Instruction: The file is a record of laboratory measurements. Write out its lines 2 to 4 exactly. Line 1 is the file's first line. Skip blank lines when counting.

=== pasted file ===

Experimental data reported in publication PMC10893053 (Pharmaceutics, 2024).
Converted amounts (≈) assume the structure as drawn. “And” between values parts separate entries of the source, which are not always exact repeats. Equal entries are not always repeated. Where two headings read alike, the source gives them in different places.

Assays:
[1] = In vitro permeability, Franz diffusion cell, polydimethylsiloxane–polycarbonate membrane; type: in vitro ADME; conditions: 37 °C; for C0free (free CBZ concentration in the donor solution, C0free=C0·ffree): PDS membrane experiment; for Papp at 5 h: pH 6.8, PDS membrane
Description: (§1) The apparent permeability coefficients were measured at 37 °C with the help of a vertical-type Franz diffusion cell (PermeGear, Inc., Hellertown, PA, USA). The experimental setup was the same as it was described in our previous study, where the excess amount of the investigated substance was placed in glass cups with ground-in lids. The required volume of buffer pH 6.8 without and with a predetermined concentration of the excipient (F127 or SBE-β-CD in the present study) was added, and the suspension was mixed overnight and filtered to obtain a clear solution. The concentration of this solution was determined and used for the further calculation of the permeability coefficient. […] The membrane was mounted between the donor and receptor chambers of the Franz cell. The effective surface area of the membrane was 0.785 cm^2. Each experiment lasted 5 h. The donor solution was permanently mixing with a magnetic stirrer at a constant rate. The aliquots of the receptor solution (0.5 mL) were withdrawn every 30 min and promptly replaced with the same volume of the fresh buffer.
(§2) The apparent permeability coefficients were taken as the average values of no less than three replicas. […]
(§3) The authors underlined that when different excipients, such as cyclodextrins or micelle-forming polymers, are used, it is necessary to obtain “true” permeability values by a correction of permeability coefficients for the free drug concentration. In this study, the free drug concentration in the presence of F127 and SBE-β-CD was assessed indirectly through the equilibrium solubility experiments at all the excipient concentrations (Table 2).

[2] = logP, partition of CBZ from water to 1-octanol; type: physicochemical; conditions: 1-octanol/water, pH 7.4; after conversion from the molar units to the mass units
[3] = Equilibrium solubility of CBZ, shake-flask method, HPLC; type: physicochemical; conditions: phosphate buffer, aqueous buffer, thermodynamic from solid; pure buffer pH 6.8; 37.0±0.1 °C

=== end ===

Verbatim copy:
Converted amounts (≈) assume the structure as drawn. “And” between values parts separate entries of the source, which are not always exact repeats. Equal entries are not always repeated. Where two headings read alike, the source gives them in different places.

Assays:
[1] = In vitro permeability, Franz diffusion cell, polydimethylsiloxane–polycarbonate membrane; type: in vitro ADME; conditions: 37 °C; for C0free (free CBZ concentration in the donor solution, C0free=C0·ffree): PDS membrane experiment; for Papp at 5 h: pH 6.8, PDS membrane